New Legislation for Protecting Whistleblowers in SA


From 1 July 2019, Australia’s corporate whistleblower scheme will be strengthened to enhance protection for persons who disclose sensitive tax and corporate information in certain circumstances.

This training brochure applies to all South Australian public sector organisations.

Public Interest Disclosure Act 2018 No. 26 (SA)

The Public Interest Disclosure Act 2018 No. 26 (SA) (the Act) commenced on 1 July 2019 and has made related amendments to the Local Government Act 1999 (SA), the Public Sector Act 2009 (SA) and repealed the Whistleblowers Protection Act 1993 (SA).

Background

The Act is designed to encourage and facilitate disclosures of certain information in the public interest by establishing and enforcing procedures for making and dealing with public interest disclosures. The Act emphasises protection for persons making public interest disclosures.

Duty to act in relation to appropriate disclosures

Section 7 of the Act states a person to whom an appropriate disclosure of public interest information is made must assess the information as soon as practicable, and following such assessment must take action in relation to the information in accordance with any applicable Guidelines set by the office of the Independent Commissioner against Corruption (the Guidelines). If no applicable Guidelines exist, such action as is appropriate in the circumstances must be taken.

The person must also take reasonable steps to notify informants (if the informant’s identity is known) of action being taken in relation to a disclosure. The Office for Public Integrity must further be informed of the disclosure and outcomes of any action in accordance with the Guidelines.

If a Minister of the Crown refers a disclosure to a relevant authority (which includes the responsible officer of a public hospital appointed by the CEO to handle disclosures), the relevant authority must deal with the information as if the disclosure had been made directly to them under section 7. The relevant authority must notify the Minister of any action taken and outcomes in relation to the disclosure.

“Public interest information” means environmental and health information or public administration information.

“Appropriate disclosures” include:

  • disclosures of environmental and health information made to a relevant authority and the person believes on reasonable grounds that the information is true or may be true and is of sufficient significance to justify investigation;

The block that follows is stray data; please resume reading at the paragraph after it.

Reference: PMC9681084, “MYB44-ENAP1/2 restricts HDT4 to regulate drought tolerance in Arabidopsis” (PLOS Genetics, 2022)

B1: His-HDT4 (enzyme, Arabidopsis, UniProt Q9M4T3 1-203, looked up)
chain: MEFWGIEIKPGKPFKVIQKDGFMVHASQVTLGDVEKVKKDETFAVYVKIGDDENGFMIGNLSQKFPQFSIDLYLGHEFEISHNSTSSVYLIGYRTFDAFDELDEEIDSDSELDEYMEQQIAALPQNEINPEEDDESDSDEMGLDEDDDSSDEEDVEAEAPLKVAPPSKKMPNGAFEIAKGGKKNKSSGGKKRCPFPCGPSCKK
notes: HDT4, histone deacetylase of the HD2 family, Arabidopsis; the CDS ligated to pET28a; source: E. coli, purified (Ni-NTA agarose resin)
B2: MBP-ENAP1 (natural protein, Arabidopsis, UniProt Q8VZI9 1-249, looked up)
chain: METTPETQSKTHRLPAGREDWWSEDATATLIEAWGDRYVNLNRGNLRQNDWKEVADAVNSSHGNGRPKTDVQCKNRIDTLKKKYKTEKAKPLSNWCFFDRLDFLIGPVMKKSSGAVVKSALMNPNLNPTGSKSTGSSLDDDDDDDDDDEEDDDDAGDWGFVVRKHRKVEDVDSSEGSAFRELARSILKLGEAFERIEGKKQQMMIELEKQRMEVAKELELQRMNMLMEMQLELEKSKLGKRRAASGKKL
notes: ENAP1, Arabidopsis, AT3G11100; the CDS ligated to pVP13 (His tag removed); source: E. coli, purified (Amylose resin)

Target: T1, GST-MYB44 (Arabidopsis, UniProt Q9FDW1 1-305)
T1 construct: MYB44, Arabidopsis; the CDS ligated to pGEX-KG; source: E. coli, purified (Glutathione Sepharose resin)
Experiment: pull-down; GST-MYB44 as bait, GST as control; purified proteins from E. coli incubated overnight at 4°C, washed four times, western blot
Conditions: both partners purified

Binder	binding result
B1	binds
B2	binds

• disclosures of public administration information made to a relevant authority and the person reasonably suspects that the information raises a potential issue of corruption, misconduct or maladministration in public administration.

Keeping informant’s identities confidential

Under section 8 of the Act, persons who receive an appropriate disclosure of public interest information (directly or by referral) must not, without the consent of the informant, divulge the identity of the informant, except so far as may be necessary to ensure the matter is properly investigated or in accordance with the Guidelines.

The maximum penalty for breach of this provision is $20,000 or 2 years imprisonment.

Preventing or hindering disclosures and victimisation

A person must not prevent, hinder or obstruct another from making an appropriate disclosure of public interest information under the Act. If a person does make, or intends to make, a disclosure under the Act, it is an offence to cause detriment to them for having done so (and detriment involves discrimination, disadvantage or adverse treatment, among other things).

The maximum penalty for either offence is $20,000 or 2 years imprisonment.

Officer duties

Section 12 of the Act specifies that a “principal officer” (i.e. the chief executive officer of a public hospital) must ensure:

  • 1 or more officers or employees of a public sector organisation are designated as responsible officers of the organisation for the purposes of receiving disclosures under the Act;
  • the name and contact details of each responsible officer of the organisation are made available to officers and employees of the organisation;
  • a document setting out procedures for making and receiving public interest information disclosures is prepared and maintained in accordance with the Guidelines, which must:
    • include clear obligations on the organisation and its employees to take action to protect informants; and
    • include risk management steps for assessing and minimising detriment in relation to a disclosure; and
    • be made available free of charge on the Internet, and at premises determined by the responsible Minister, for inspection by members of the public.

Section 13 of the Act specifies that a responsible officer for the organisation must:

  • receive appropriate disclosures of public interest information relating to the organisation and ensure compliance with the Act in relation to such disclosures; and
  • make appropriate recommendations to the principal officer of the organisation in relation to dealing with such disclosures; and
  • provide advice to officers and employees of the organisation in relation to the administration of the Act.

Conclusion

Public sector organisations in South Australia should ensure all relevant employees are aware of their rights and obligations relating to public interest information disclosures. Organisations should have systems in place to receive and manage disclosures of public interest information in order to ensure protection of employees making such disclosures and compliance with the Act. For further details, see the SA – Public Interest Disclosure topic.

Contact

For further information please contact the Law Compliance team:

Phone: 1300 862 667

Email: info@lawcompliance.com.au